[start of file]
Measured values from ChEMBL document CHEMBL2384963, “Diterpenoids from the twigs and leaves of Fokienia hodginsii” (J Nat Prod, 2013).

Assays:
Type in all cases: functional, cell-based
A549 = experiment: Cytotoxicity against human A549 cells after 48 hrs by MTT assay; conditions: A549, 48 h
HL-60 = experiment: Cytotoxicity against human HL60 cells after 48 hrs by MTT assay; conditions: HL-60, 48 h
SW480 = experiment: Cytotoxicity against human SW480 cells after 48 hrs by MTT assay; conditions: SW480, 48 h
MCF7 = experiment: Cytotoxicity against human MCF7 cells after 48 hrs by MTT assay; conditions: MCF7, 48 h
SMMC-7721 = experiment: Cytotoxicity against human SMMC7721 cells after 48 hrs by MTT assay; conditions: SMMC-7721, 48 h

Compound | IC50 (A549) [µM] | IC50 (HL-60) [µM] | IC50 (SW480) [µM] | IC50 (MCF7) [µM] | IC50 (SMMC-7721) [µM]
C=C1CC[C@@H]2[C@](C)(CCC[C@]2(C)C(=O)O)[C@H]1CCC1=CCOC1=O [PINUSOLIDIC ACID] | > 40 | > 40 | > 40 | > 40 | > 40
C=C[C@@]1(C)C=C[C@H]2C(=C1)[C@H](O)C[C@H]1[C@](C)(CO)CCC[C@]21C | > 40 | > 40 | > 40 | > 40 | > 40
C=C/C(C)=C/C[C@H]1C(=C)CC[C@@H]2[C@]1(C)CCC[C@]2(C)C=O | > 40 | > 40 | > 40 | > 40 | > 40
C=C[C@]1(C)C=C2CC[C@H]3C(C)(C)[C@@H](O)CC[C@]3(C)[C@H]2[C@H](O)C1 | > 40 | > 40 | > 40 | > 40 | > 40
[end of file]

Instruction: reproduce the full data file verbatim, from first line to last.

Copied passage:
Measured values from ChEMBL document CHEMBL2384963, “Diterpenoids from the twigs and leaves of Fokienia hodginsii” (J Nat Prod, 2013).

Assays:
Type in all cases: functional, cell-based
A549 = experiment: Cytotoxicity against human A549 cells after 48 hrs by MTT assay; conditions: A549, 48 h
HL-60 = experiment: Cytotoxicity against human HL60 cells after 48 hrs by MTT assay; conditions: HL-60, 48 h
SW480 = experiment: Cytotoxicity against human SW480 cells after 48 hrs by MTT assay; conditions: SW480, 48 h
MCF7 = experiment: Cytotoxicity against human MCF7 cells after 48 hrs by MTT assay; conditions: MCF7, 48 h
SMMC-7721 = experiment: Cytotoxicity against human SMMC7721 cells after 48 hrs by MTT assay; conditions: SMMC-7721, 48 h

Compound | IC50 (A549) [µM] | IC50 (HL-60) [µM] | IC50 (SW480) [µM] | IC50 (MCF7) [µM] | IC50 (SMMC-7721) [µM]
C=C1CC[C@@H]2[C@](C)(CCC[C@]2(C)C(=O)O)[C@H]1CCC1=CCOC1=O [PINUSOLIDIC ACID] | > 40 | > 40 | > 40 | > 40 | > 40
C=C[C@@]1(C)C=C[C@H]2C(=C1)[C@H](O)C[C@H]1[C@](C)(CO)CCC[C@]21C | > 40 | > 40 | > 40 | > 40 | > 40
C=C/C(C)=C/C[C@H]1C(=C)CC[C@@H]2[C@]1(C)CCC[C@]2(C)C=O | > 40 | > 40 | > 40 | > 40 | > 40
C=C[C@]1(C)C=C2CC[C@H]3C(C)(C)[C@@H](O)CC[C@]3(C)[C@H]2[C@H](O)C1 | > 40 | > 40 | > 40 | > 40 | > 40